Underground coal gasification
Underground coal gasification (UCG) is the process by which coal is converted to gas underground via enforced combustion. UCG is used to access coal resources that are either uneconomic to work by conventional open cut or underground coal mining methods, or are inaccessible due to depth, geology or other mining and safety considerations.
UCG is a pilot project, three demonstration sites
In February 2009 the Queensland Government released its policy on underground coal gasification (UCG).
The policy provides for a UCG pilot phase to gather the information necessary to assess the future viability of a UCG industry in the state. In particular, the policy makes provision for three UCG pilot projects to demonstrate the technical, environmental and commercial viability of the UCG technology. The Queensland Government is due to decide the future of UCG in Queensland in 2012.
In July 2010 an Environmental Protection Order directed Cougar Energy to stop and not recommence underground burning of coal following water quality tests in groundwater monitoring bores close to the plant.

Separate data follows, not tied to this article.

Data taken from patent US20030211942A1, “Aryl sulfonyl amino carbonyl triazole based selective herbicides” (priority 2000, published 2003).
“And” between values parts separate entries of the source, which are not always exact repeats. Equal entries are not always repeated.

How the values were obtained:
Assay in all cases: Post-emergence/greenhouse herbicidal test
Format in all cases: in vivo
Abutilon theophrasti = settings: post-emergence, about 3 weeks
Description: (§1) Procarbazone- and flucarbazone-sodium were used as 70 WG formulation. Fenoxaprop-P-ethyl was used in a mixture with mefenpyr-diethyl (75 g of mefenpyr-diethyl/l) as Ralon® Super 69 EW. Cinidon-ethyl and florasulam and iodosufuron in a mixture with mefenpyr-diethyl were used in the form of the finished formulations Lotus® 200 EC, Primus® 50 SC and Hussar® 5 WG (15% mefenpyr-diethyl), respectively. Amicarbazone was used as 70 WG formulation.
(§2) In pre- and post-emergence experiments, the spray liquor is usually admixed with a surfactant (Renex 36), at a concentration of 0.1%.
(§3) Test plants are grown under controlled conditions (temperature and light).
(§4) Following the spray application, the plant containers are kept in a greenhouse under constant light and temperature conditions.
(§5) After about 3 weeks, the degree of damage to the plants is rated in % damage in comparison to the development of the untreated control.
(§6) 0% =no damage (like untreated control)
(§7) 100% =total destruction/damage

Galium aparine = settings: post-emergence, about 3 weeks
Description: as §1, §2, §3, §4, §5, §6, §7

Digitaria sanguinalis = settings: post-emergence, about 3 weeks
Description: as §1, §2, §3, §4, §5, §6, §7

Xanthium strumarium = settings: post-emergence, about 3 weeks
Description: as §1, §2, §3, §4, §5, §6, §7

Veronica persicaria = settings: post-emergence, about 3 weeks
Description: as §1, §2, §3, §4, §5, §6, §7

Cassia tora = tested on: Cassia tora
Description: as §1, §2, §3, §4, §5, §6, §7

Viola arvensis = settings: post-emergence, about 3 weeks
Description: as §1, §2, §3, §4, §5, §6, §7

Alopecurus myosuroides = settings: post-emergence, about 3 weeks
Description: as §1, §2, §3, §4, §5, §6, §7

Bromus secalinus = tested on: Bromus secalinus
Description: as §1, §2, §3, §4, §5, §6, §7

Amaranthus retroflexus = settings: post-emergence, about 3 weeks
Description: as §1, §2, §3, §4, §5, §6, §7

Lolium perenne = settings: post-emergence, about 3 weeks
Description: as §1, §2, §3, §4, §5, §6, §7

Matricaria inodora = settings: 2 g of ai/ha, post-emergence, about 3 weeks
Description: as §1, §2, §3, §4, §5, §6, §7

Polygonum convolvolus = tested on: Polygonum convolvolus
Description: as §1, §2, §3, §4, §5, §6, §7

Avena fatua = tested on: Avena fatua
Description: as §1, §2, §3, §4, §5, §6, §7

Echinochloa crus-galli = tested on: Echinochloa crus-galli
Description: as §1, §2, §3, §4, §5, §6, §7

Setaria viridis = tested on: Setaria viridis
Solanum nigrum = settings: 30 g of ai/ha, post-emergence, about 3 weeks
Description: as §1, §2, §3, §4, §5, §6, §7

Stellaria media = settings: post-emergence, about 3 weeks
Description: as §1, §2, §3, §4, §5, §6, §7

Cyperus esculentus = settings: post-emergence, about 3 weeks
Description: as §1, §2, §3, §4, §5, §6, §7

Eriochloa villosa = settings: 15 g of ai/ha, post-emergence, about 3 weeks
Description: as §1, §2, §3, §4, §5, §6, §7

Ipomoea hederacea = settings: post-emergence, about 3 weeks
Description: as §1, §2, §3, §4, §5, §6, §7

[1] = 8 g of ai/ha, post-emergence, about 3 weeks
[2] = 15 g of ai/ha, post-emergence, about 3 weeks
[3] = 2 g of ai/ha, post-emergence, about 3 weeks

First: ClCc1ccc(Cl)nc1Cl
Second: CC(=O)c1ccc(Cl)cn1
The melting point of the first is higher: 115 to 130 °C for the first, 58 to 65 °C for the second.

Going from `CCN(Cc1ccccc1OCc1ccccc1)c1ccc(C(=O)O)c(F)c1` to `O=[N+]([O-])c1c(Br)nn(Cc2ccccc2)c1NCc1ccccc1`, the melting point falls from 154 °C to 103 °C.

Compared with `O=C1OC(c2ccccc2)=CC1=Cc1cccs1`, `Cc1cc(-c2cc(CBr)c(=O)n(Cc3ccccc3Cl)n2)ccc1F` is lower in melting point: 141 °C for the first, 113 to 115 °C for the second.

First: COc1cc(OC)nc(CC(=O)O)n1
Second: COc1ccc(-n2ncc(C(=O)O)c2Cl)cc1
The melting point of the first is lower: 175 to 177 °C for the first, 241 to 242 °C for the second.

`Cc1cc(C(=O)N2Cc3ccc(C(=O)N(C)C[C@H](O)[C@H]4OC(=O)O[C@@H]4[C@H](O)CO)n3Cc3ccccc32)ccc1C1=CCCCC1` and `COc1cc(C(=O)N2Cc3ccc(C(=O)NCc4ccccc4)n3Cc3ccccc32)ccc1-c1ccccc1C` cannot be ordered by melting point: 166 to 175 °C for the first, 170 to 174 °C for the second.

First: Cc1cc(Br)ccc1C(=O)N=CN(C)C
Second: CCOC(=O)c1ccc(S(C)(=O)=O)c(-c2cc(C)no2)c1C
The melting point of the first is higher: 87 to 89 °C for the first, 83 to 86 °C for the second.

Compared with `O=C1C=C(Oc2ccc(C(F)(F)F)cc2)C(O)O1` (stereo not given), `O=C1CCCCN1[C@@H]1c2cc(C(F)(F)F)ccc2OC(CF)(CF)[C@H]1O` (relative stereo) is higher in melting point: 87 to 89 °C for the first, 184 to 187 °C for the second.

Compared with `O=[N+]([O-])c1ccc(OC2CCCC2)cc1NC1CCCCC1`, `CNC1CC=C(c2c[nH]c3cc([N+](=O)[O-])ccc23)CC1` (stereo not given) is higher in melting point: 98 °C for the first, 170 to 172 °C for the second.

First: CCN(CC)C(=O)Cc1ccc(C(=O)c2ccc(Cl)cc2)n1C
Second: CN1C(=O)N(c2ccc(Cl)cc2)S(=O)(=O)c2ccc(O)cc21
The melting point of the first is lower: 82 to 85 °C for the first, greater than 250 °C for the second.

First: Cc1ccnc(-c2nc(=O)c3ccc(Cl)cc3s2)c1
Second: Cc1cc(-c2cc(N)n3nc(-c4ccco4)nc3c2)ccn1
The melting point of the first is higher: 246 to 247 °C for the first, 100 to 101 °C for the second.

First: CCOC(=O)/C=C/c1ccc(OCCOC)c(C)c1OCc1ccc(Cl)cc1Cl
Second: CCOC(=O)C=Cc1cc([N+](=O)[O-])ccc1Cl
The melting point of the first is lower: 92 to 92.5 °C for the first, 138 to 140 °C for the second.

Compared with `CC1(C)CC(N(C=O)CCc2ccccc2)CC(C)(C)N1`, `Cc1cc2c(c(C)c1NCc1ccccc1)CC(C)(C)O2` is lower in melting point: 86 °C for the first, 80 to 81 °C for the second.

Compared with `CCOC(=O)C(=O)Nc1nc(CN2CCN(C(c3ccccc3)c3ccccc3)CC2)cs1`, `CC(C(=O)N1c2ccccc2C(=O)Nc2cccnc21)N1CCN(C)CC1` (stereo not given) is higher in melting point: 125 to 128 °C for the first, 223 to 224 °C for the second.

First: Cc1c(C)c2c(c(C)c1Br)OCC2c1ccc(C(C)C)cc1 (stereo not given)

A separate incident at Carbon Energy subsequently led to the department issuing an Environmental Protection Order which directed that this pilot commence a controlled shutdown. Carbon Energy restarted its UCG trial in February 2011 following modifications to its water management processes and an intensified groundwater monitoring program. In March 2012, Carbon Energy announced that it intended to suspend operations at Bloodwood Creek and focus on decommissioning and rehabilitating the site.
The Linc Energy pilot project has continued its UCG operations.
The department continues to closely monitor the environmental impacts of all UCG pilot projects, in particular any air emissions and impacts on groundwater.
On 11 July 2011 the department laid charges against Carbon Energy Pty Ltd and one of its directors relating to incidents at the Bloodwood Creek site, 45 kilometres (km) west of Dalby, during 2009.
The department will allege that Carbon breached conditions of its environmental authority and failed to report an incident as required under the Environmental Protection Act.